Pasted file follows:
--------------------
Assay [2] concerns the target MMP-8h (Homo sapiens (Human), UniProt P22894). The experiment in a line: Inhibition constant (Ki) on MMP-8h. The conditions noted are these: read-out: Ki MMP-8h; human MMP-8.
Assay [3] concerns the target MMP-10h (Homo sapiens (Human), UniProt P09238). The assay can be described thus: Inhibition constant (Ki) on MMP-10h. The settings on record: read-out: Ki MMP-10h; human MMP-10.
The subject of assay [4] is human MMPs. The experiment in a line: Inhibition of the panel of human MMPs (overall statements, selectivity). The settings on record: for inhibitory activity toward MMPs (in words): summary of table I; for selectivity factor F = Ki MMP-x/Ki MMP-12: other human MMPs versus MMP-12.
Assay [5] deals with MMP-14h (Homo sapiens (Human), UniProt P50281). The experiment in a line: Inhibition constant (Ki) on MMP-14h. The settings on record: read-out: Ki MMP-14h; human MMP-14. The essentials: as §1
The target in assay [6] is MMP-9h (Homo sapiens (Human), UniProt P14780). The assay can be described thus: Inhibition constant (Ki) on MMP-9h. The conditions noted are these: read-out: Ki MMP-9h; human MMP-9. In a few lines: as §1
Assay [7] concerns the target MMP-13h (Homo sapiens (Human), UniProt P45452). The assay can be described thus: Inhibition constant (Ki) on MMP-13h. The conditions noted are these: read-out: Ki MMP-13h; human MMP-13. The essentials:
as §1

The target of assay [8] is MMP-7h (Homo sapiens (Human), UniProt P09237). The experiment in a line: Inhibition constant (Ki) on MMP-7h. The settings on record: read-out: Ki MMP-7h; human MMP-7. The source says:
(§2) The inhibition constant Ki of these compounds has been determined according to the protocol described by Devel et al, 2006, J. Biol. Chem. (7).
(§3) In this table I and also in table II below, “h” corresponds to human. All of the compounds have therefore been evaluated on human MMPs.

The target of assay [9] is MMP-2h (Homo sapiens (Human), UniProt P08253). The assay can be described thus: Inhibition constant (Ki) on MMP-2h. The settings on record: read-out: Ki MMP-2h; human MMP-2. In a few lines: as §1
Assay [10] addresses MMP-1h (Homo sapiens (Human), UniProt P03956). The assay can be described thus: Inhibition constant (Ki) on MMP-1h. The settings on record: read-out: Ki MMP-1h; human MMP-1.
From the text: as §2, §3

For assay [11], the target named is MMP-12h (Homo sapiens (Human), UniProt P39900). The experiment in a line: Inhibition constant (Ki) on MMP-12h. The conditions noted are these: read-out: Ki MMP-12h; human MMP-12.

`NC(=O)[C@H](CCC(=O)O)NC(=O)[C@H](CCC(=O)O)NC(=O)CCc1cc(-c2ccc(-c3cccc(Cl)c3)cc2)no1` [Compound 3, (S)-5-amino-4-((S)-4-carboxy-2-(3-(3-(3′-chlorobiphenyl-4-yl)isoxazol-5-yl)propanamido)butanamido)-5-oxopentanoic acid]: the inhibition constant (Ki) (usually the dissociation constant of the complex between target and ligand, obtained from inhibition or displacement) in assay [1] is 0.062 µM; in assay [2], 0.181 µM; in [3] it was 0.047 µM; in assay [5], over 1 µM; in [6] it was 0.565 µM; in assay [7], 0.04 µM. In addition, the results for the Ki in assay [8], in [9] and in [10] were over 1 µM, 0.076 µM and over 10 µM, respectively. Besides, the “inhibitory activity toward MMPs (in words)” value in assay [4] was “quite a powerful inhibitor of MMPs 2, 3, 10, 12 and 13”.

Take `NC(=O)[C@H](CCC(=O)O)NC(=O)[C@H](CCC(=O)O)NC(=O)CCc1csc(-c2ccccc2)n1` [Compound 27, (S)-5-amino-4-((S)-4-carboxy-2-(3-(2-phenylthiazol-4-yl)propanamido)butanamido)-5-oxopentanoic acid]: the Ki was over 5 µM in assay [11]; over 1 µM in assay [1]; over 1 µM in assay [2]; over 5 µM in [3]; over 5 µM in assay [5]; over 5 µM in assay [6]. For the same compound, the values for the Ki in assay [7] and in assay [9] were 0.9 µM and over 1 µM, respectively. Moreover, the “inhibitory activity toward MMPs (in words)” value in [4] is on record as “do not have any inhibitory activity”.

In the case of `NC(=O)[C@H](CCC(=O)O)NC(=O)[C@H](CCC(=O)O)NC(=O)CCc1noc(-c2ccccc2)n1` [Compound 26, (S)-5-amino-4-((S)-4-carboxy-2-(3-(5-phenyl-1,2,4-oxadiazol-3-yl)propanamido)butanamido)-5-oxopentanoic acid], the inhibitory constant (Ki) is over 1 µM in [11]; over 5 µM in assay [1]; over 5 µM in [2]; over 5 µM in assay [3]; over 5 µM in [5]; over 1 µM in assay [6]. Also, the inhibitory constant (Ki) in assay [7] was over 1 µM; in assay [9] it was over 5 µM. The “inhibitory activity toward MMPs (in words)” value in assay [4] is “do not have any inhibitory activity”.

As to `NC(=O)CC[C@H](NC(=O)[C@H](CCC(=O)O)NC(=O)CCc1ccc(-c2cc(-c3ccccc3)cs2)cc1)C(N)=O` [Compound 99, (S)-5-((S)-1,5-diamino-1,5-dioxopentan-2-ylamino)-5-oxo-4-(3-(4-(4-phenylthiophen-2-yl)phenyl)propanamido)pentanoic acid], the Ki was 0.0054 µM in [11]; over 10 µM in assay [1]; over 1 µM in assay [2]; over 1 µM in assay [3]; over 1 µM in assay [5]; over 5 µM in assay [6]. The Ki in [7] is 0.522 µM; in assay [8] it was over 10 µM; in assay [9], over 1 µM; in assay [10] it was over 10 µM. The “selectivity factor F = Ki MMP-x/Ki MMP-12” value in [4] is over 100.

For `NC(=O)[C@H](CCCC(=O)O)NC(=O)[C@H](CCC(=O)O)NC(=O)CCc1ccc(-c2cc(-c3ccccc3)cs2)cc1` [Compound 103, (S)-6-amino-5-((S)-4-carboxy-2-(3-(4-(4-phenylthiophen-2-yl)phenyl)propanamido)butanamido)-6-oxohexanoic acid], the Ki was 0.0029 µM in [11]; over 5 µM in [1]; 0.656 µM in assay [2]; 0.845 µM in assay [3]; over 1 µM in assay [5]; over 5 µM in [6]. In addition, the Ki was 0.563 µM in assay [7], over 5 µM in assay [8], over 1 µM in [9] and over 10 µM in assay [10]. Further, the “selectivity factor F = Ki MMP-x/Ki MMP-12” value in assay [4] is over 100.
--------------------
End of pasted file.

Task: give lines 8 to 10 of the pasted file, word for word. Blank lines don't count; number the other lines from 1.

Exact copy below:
The target of assay [8] is MMP-7h (Homo sapiens (Human), UniProt P09237). The experiment in a line: Inhibition constant (Ki) on MMP-7h. The settings on record: read-out: Ki MMP-7h; human MMP-7. The source says:
(§2) The inhibition constant Ki of these compounds has been determined according to the protocol described by Devel et al, 2006, J. Biol. Chem. (7).
(§3) In this table I and also in table II below, “h” corresponds to human. All of the compounds have therefore been evaluated on human MMPs.